J. L. BELL is a Massachusetts writer who specializes in (among other things) the start of the American Revolution in and around Boston. He is particularly interested in the experiences of children in 1765-75. He has published scholarly papers and popular articles for both children and adults. He was consultant for an episode of History Detectives, and contributed to a display at Minute Man National Historic Park.

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Thursday, December 20, 2018

The Tracks of Thomas Melvill’s Tea

The earliest printed mention of Thomas Melvill’s sample of tea from the Boston Tea Party appears to be the 10 Nov 1821 issue of the Boston Daily Advertiser. That newspaper was running a series of short essays headlined “Reminiscences.”

The fifth installment addressed the destruction of the tea. Memory of that event had gotten so foggy that the anonymous writer first discussed whether there were two tea ships or three, and what wharf they were docked at. Turning to the event itself, the writer said:
The destruction was effected by the disguised persons, and some young men who volunteered; one of the latter collected the tea which fell into the shoes of himself and companions, and put it in a phial and sealed it up;—which phial is now in his possession,—containing the same tea.
In keeping with the local ethic, the article named no names.

Thomas Melvill was then known as a survivor of the Revolution who had worked for the federal government and promoted firefighting in Boston. In 1830 the young poet Oliver Wendell Holmes was inspired by the sight of the old man in old-fashioned clothing to write “The Last Leaf.” Melvill died in 1832 after falling ill while providing support for fire companies working on his block.

Melvill’s death coincided with rising public interest in the newly-christened Tea Party. In 1835, in notes to an Independence Day oration in New Orleans, O. P. Jackson named Melvill as not only a participant in destroying the tea but also the man who had saved some: “The late Colonel Thomas Melville, reputed to have been one of the number, preserved a vial full, which has finally become a curiosity.” But where was that curiosity?

In their 1856 Cyclopædia of American Literature, the Duyckincks wrote in their entry on the novelist Herman Melville about his grandfather, Thomas Melvill:
There is still preserved a small parcel of the veritable tea in the attack upon which he took an active part. Being found in his shoes on returning from the vessel it was sealed up in a vial, although it was intended that not a particle should escape destruction! The vial and contents are now in possession of Chief-Justice [Lemuel] Shaw of Massachusetts.
Shaw (1781-1861) had been engaged to Thomas Melvill’s daughter Nancy, but she died before they married. Years later, his own daughter Elizabeth married Herman Melville. So the vial of tea was still somewhat within the family.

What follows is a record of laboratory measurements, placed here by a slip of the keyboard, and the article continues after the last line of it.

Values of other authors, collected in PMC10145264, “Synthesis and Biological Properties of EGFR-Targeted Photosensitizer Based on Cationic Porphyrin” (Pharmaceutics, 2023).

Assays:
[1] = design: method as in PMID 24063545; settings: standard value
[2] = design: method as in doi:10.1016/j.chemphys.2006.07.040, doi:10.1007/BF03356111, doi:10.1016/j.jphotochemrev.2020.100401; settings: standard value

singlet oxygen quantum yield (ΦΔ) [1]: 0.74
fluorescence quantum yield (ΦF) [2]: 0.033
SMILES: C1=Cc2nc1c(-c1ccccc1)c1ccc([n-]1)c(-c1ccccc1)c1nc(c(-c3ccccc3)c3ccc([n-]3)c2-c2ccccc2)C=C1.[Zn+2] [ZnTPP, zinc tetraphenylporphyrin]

However, two years after that, in his monthly magazine for August 1858, Maturin M. Ballou wrote that the tea had moved on:
A phial of the Boston Harbor tea is now preserved in the cabinet of Harvard University as a precious relic of Revolutionary times. The portion thus preserved was taken from his shoes by Thomas Melville, of Boston, one of that celebrated tea party, and treasured by him as a memento of the daring exploit until the period of his death. His heirs placed it in the cabinet at Cambridge for future preservation. The action of time has reduced the tea to a fine powder, and destroyed its flavor; but there is an odor of patriotism about it, that grows stronger and stronger as time rolls on, and the magnificent destiny of our country unfolds itself.
In 1874, when he quoted John Russell’s 1850 letter about Thomas Melvill in the Essex Institute Historical Collections, James Kimball said the tea was still “believed to be in the Cabinet of Harvard University.” (He also silently changed Russell’s phrase that Melvill “obtained [the tea] at the time” to “found [the tea] in his clothing on his arrival home”—which was, of course, not quite the same thing, but was in accord with the 1850s statements.) But Kimball may have been mistaken.

By the time Francis S. Drake prepared his book Tea Leaves, the vial of tea was back with the Melvill family, and in fact with a branch that had moved far away from Boston. Drake wrote that it was “now in the possession of Mrs. Thomas Melvill of Galena, Illinois.” That was Mary Anna Augusta (Hobart) Melvill, second wife and widow of Thomas Melvill’s namesake son born in 1776. She allowed a picture of the vial and its label to be engraved for Drake’s book, as shown above. Mary Melvill died in 1884, the same year Tea Leaves was published.

Three years earlier, the Bostonian Society was founded, and the organization began to gather artifacts for a museum of local history in the Old State House. Nancy Melville D’Wolf Downer (1814-1901), a Melvill descendant living in Dorchester, donated several items, including two pictures of Melvill’s house and his 1832 obituary. The society’s 1895 catalogue also listed a copy of the engraving of Melvill that had appeared in Tea Leaves, courtesy of the publisher.

In 1899 Thomas Melvill’s grandson George R. Melvill died in Galena. It appears that his daughter Mary May Melvill (1855-1918) then sent the vial of tea to the Bostonian Society; the society’s 1900 Proceedings volume acknowledges “Miss Mary Melville” as a donor. Other members of the extended family gave two oil paintings of their ancestor, in youth and old age, and the cocked hat he was known for wearing well after it was out of fashion.

The Bostonian Society thus has a fine collection of Thomas Melvill artifacts, with the tea probably the most celebrated. Here it is featured on the museum’s website. And here it is featured on the Customs and Border Protection website, for reasons I can’t really understand.

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